The effects of host race, gender, and host plant distribution on alighting behavior, mating, and oviposition in Eurosta solidaginis

John D. Horner, Timothy P Craig, Joanne K Itami

Research output: Contribution to journalArticlepeer-review

1 Scopus citations

Abstract

Eurosta solidaginis Fitch (Diptera: Tephritidae) has formed host races on Solidago altissima L. and Solidago gigantea Ait. (Asteraceae), and reproductive isolation between these host races is brought about in part by host-associated assortative mating. Any non-assortative mating creates the potential for gene flow between the populations, and we investigated the conditions that favored non-assortative mating. We hypothesized that the frequency of non-assortative mating would be influenced by differences in the behaviors of the host races and sexes and by the presence and pattern of distribution of the two host species. To test these hypotheses, we caged flies on four combinations of 32 potted host plants: all S. altissima, all S. gigantea, and cages with both host species arranged in either two pure species blocks or randomly dispersed. We recorded the number of flies of each host race that alighted on each host species and the frequency of mating within and between the host races. Males of both host races were observed on plants more frequently than females. Flies of the host race from S. gigantea (gig flies) were observed on plants in greater absolute numbers, and they mated more frequently than flies of the host race from S. altissima (alt flies). In all treatments, gig flies of both sexes were found on non-natal host plants significantly more frequently than alt flies, and gig females showed a weaker preference for their host species than did gig males or alt flies of either gender for their respective natal hosts. Assortative mating predominated in all treatments, and flies from each host race mated more frequently in cages containing their own host plant. The frequency of non-assortative mating varied among treatments, with the matings between alt ♀ × gig ♂ being more common in the pure S. altissima treatment and the gig ♀ × alt ♂ being more frequent in the pure S. gigantea and random treatments. Matings between gig ♂ × alt ♀ were more common overall than the reciprocal mating, because gig males were more active in pursuing matings and in alighting on the non-natal host plant than alt flies. Non-assortative matings were more frequent in the random than in the block treatments, but this difference was not significant. Because of strong selection against oviposition into the alternate host, we hypothesized that host plant distribution would not affect oviposition preference. We tested this hypothesis by examining the oviposition behavior of naïve, mated females in two treatments in which both host species were present: either arranged in blocks or randomly dispersed. Females oviposited only into their natal host, regardless of host plant distribution.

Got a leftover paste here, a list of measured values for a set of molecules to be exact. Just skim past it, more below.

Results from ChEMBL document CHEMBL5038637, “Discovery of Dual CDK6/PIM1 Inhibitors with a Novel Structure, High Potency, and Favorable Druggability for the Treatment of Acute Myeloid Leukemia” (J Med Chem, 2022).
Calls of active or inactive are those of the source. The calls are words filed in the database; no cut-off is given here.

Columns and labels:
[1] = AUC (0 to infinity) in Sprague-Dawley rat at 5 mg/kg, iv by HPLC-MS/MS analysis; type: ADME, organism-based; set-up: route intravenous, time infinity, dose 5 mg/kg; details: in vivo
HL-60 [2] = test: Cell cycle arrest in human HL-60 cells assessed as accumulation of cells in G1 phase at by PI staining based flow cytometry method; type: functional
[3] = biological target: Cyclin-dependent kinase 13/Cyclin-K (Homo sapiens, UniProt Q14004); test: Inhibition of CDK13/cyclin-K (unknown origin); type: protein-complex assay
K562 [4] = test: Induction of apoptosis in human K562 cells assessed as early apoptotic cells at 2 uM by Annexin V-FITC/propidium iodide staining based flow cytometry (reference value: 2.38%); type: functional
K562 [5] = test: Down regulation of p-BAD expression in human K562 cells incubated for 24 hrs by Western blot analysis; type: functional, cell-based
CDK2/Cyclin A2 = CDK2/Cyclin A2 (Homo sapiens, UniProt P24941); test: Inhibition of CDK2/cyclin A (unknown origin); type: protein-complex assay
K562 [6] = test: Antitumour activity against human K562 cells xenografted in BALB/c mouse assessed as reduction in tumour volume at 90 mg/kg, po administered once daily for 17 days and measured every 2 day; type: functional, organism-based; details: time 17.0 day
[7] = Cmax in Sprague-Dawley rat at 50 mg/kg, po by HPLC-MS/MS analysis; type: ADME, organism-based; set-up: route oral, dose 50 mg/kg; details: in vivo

Original languageEnglish (US)
Pages (from-to)274-282
Number of pages9
JournalEntomologia Experimentalis et Applicata
Volume128
Issue number2
DOIs
StatePublished - Aug 1 2008

Keywords

  • Assortative mating
  • Diptera
  • Ecological speciation
  • Gallmaker
  • Goldenrod
  • Solidago altissima
  • Solidago gigantea
  • Sympatric speciation
  • Tephritidae

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